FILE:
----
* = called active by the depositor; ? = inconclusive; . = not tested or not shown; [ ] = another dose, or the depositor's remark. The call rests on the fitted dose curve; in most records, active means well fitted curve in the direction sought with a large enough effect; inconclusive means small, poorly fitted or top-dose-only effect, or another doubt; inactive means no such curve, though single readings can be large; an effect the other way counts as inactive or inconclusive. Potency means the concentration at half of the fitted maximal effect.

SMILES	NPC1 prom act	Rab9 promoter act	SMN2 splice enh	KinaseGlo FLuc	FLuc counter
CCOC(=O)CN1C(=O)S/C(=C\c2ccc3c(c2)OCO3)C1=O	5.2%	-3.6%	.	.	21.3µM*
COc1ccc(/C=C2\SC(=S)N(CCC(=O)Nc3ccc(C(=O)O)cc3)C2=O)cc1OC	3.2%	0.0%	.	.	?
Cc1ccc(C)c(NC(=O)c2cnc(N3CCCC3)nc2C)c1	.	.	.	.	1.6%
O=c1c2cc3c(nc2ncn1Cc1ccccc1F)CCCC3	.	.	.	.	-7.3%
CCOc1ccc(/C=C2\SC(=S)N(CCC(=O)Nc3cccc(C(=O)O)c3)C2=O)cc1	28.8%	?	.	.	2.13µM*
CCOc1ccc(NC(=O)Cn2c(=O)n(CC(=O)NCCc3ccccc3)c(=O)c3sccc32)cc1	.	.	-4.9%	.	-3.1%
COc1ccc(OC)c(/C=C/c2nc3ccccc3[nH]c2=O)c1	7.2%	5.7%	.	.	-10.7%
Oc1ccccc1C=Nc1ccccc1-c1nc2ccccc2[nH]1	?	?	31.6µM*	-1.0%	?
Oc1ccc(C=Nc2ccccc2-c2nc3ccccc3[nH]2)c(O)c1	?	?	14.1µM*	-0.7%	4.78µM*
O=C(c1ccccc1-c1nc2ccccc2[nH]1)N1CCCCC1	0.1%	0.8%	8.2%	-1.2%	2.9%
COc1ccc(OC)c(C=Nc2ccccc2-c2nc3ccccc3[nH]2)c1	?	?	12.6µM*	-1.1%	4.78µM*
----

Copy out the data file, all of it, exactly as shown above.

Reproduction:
* = called active by the depositor; ? = inconclusive; . = not tested or not shown; [ ] = another dose, or the depositor's remark. The call rests on the fitted dose curve; in most records, active means well fitted curve in the direction sought with a large enough effect; inconclusive means small, poorly fitted or top-dose-only effect, or another doubt; inactive means no such curve, though single readings can be large; an effect the other way counts as inactive or inconclusive. Potency means the concentration at half of the fitted maximal effect.

SMILES	NPC1 prom act	Rab9 promoter act	SMN2 splice enh	KinaseGlo FLuc	FLuc counter
CCOC(=O)CN1C(=O)S/C(=C\c2ccc3c(c2)OCO3)C1=O	5.2%	-3.6%	.	.	21.3µM*
COc1ccc(/C=C2\SC(=S)N(CCC(=O)Nc3ccc(C(=O)O)cc3)C2=O)cc1OC	3.2%	0.0%	.	.	?
Cc1ccc(C)c(NC(=O)c2cnc(N3CCCC3)nc2C)c1	.	.	.	.	1.6%
O=c1c2cc3c(nc2ncn1Cc1ccccc1F)CCCC3	.	.	.	.	-7.3%
CCOc1ccc(/C=C2\SC(=S)N(CCC(=O)Nc3cccc(C(=O)O)c3)C2=O)cc1	28.8%	?	.	.	2.13µM*
CCOc1ccc(NC(=O)Cn2c(=O)n(CC(=O)NCCc3ccccc3)c(=O)c3sccc32)cc1	.	.	-4.9%	.	-3.1%
COc1ccc(OC)c(/C=C/c2nc3ccccc3[nH]c2=O)c1	7.2%	5.7%	.	.	-10.7%
Oc1ccccc1C=Nc1ccccc1-c1nc2ccccc2[nH]1	?	?	31.6µM*	-1.0%	?
Oc1ccc(C=Nc2ccccc2-c2nc3ccccc3[nH]2)c(O)c1	?	?	14.1µM*	-0.7%	4.78µM*
O=C(c1ccccc1-c1nc2ccccc2[nH]1)N1CCCCC1	0.1%	0.8%	8.2%	-1.2%	2.9%
COc1ccc(OC)c(C=Nc2ccccc2-c2nc3ccccc3[nH]2)c1	?	?	12.6µM*	-1.1%	4.78µM*